Himalayan Yoga Academy

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17 Jan 2021 HYN Himalayan Yoga Academy



Instruction from a proper Guru is of paramount importance to the practice of Pranayama. Svatmarama explains how disturbance in the mind may be related to disturbances in the breath and how learning to restrain the latter may bring about greater steadiness of mind. As long as the vital air (5 pranas) operates within the body, there is life. When they cease to, there is death. A restraint of the breath is therefore necessary to gain a greater experience of that which lies beyond and is free from the effect of the senses.

 The practice of Pranayama is geared towards purifying the Nadis – all the nerve patterns – so that the Prana can ultimately pass through the Sushumna, the middle channel, and then awaken the practitioner to his/her true identity – which is beyond name and form. The first method listed is alternate nostril breathing. This is gradually supplemented with the practice of Kumbhakas (retentions), but caution is given so the practitioner does bring about his own ruin:

“Yathaa sinho gajo vyaaghro Bhaved Vasyah shanaih shanaih !
Tathaiva sevito vayurnyathaa hanti saadhakam !!2.15!!

“Just as lions, elephants and tigers are controlled by degrees, similarly the breath is to be controlled gradually, and otherwise it may kill the practitioner. By proper practice of Pranayama, all disease is eradicated, but an improper practice gives rise to all sorts of disease.” (2.15-16)

Great care should therefore be taken when one engages in Pranayama practice. First and foremost a good grounding in the practice of postures is expected. In order to awaken the more subtle patterns of the breath Svatmarama optionally suggests that Six Karmas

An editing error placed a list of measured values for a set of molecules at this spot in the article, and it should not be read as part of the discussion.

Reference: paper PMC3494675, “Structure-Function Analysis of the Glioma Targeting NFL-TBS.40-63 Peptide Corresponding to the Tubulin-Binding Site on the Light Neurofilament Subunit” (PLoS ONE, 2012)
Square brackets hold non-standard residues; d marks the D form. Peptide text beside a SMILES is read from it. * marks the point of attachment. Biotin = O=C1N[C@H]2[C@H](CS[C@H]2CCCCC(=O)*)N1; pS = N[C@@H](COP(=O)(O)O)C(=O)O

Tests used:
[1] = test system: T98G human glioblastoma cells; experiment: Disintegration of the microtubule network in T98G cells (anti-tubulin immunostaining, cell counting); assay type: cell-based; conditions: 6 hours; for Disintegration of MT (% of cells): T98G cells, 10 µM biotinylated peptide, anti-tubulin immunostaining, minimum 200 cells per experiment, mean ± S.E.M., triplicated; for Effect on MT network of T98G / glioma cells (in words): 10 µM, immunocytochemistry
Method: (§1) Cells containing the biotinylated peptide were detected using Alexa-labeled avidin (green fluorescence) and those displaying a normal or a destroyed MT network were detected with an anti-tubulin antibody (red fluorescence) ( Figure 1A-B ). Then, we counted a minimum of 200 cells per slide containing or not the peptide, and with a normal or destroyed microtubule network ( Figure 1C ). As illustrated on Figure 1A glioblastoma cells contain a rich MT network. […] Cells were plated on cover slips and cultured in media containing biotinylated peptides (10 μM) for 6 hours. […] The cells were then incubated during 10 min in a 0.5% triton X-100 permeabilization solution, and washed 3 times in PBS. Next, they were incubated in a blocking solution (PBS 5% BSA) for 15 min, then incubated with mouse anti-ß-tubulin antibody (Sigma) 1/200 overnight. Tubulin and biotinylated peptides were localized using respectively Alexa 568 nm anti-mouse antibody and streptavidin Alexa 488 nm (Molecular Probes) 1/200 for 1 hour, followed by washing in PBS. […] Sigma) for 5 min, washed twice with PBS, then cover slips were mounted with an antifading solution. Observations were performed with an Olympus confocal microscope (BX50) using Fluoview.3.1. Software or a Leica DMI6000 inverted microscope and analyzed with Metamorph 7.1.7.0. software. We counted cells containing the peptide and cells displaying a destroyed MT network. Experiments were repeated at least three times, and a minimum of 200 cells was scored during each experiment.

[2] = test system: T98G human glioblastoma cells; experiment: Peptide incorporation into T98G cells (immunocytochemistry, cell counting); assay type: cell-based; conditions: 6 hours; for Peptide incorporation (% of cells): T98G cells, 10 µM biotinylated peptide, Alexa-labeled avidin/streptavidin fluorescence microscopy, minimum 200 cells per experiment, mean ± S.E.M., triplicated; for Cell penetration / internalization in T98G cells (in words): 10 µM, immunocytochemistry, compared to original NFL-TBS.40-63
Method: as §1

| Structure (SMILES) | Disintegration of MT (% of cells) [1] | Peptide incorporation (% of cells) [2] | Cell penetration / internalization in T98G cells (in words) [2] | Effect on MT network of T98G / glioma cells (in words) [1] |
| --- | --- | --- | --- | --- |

* be performed for the removal of phlegm, constipation, and the general sluggishness that cause disturbance to the mind and nervous system. These are:

“Dhautirvastistathaa Netistratakam Naulikam tathaa !
kapalabhaatishchaitaani shatakarmarmaani prachakshate !! 2.22

6 Karmas (Shat Karmas)

1. Dhauti

2. Basti

3. Neti

4. Trataka

5. Nauli

6. Kapalabhati

“Suryabhedanmujjaayee seetkaaree sheetalee tathaa !
Bhastrikaa Bhramari moorchchhaa plaavineetyashtakumbhakaah !! 2.44

*However, some Acharyas (teachers) claim Pranayama practice in itself is sufficient to cleanse the body of its impurities (2.37).

The main purpose of Pranayama is to: 1) rid the practitioner of the fear of death, 2) to purify the Nadis, and 3) to cause the breath to enter the Sushumna. The state of Manonmani – steadiness of mind – is then brought about. The accomplishment of this may be brought about by the practice of Retention (Khumbhakas). These Khumbhakas are to be practiced together with the 3 bandhas. Eight kinds of Khumbhaka are listed:


1. Surya Bhedana

2. Ujjayi

3. Sitkari

4. Shitali

5. Bhastrika

6. Bhramari

7. Murcha

8. Plavini.

The highest essence of Pranayama practice is known as Kevala Kumbhaka: a complete and spontaneous cessation of breath where no effort of inhalation or exhalation is needed. This is only mastered by the most capable yogis and gives a direct experience of Raja Yoga.

In this chapter we are also reminded that Hatha Yoga and Raja Yoga are mutually dependent on each other in order to bring about the highest result. No success can be attained in either without the proper practice of both.

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